Wednesday, February 27, 2013

The Pulse

I've been playing Philip Glass's Symphony No. 9 a lot recently. He's probably better known for his film, opera, and ballet scores, and small-scale instrumental pieces with his ensemble, but he's also written string quartets and ten full-scale symphonies, beginning in his late fifties with the 'Low' symphony, which explored variations on the music of David Bowie's album Low.

Bowie gave me my first introduction to Glass. Thanks to the world memory of the internet I can date it precisely: 20th May 1979. Bowie was hosting a Radio 1 programme, I am a DJ, presenting a selection of favourite and significant music. He played Danny Kaye's 'Inchworm' (a song he claims as a major influence, forming the template, for instance, for 'Ashes to Ashes'), commenting on the use of counting in a song, and then played an excerpt from Glass's score for the opera Einstein on the Beach, 'Trial/Prison', in which the narrator recites short text over a pulsing electronic organ while the ensemble counts off the beats.

The juxtaposition of the two pieces of music caught my attention, but I didn't really think of Glass's music again until I saw the film Koyaanisqatsi in Los Angeles, at Laemmle's Royal theatre on Santa Monica Boulevard, May 1983, and my mind was, as they say, blown.  I mean, coming to Koyaanisqatsi without any preconceptions of what it was like was pretty much mind-blowing anyway, but I was also an alien living and working in Los Angeles and much of the imagery had a direct resonance.  As did the pulsing score: I immediately bought a tape, and played it to death driving the freeways and surface streets of LA, and it's still one of my favourite pieces of music. The penultimate section, 'Prophesies', is prime Glass Pulse:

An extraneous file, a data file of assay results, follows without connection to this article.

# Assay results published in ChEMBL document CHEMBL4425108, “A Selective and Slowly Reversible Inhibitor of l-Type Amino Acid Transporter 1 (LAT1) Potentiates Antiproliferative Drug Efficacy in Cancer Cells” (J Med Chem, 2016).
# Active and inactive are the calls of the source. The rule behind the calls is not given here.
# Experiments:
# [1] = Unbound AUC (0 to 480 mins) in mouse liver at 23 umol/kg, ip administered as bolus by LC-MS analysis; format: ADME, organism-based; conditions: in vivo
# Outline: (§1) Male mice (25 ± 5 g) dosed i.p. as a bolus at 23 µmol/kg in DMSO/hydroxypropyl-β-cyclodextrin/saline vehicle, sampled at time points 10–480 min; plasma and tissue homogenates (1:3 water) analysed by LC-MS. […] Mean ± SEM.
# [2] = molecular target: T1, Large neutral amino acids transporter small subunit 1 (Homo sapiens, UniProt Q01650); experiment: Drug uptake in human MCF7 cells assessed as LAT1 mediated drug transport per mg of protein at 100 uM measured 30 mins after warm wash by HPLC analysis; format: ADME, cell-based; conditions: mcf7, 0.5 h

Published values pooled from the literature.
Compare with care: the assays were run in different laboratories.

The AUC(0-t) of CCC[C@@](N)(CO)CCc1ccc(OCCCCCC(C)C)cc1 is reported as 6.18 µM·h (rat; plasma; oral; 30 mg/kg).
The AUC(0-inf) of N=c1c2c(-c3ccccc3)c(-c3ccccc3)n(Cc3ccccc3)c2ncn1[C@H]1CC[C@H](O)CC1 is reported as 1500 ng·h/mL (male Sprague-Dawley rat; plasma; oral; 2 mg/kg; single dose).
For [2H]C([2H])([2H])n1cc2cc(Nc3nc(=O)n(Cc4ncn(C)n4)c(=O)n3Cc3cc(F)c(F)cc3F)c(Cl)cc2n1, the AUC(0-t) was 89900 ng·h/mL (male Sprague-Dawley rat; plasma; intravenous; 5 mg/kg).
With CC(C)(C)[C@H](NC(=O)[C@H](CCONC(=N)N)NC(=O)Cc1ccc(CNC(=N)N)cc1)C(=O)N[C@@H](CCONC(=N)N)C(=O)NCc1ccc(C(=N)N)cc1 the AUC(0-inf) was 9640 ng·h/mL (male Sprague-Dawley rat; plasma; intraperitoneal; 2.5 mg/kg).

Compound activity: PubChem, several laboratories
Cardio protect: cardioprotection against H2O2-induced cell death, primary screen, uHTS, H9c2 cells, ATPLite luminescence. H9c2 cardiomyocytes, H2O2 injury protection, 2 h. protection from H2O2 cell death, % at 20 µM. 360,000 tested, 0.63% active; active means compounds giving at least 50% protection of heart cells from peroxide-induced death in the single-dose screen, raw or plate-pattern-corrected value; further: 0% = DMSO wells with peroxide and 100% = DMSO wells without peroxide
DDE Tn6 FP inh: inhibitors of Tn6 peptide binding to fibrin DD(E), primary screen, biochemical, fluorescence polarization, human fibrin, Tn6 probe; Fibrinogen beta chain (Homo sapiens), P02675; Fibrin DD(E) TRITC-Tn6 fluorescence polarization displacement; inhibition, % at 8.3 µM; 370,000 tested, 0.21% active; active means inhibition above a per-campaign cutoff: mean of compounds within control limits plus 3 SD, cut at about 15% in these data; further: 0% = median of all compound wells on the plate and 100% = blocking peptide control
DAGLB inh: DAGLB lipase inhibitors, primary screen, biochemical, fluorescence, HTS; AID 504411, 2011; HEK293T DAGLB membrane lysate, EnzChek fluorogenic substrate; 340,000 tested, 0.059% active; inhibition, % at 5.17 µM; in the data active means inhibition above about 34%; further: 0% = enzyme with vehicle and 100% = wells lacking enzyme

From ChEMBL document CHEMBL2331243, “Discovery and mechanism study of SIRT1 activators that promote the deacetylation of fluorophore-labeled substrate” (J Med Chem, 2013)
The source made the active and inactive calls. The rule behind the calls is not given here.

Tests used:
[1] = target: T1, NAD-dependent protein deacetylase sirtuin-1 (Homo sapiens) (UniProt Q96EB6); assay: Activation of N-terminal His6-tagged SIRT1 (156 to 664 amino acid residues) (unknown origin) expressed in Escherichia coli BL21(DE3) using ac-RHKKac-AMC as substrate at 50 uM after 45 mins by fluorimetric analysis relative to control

The same short cadence is repeated over and over, until suddenly (at about 08.46) there's a small but utterly devastating time change, a sudden shift of focus and emotional colour. It's a signature of his work: his Symphony No. 9 opens with yet another variation of the Pulse.

I've been writing and publishing for somewhat less than the interval between Koyaanisqatsi and Symphony No.9, but if I've learnt one thing it's that you develop signature themes, tropes and ideas, prose structures and story forms, that define your style. That's the palette you have; the palette you get to play with. Glass's music reminds me that isn't a trap; reminds me that simple and powerful ideas can contain infinite variations, if you look hard enough.


Blogger Mark Pontin said...

Saying it's by Danny Kaye is understandable.

But just as the music in PORGY AND BESS is by the Gershwins -- not any of the singers who've sung it -- and songs like "My Funny Valentine" are by Rodgers and Hart, and "Night and Day" is by Cole Porter, "Inchworm" is by the late, great Frank Loesser.

I'm not trying to be pedantic and it's all history now. But like the Gershwins, and like Rogers and Hart, even though his name is less well-known, Loesser -- also responsible for GUYS AND DOLLS and HOW TO SUCCEED IN BUSINESS WITHOUT REALLY TRYING and others -- was one of the small group of geniuses who turned the mid-20th century American Tin Pan Alley musical song into high commercial art music, with harmonic structures so sophicated and strong that jazz-players could endlessly mine them. Loesser's "If I Was A Bell" was a perennial favorite of Miles Davis's, for instance.

February 27, 2013 11:43 pm  
Blogger Paul McAuley said...

You're absolutely right. Should have mentioned Loesser - it's Kaye's version of his song.

February 28, 2013 7:57 am  

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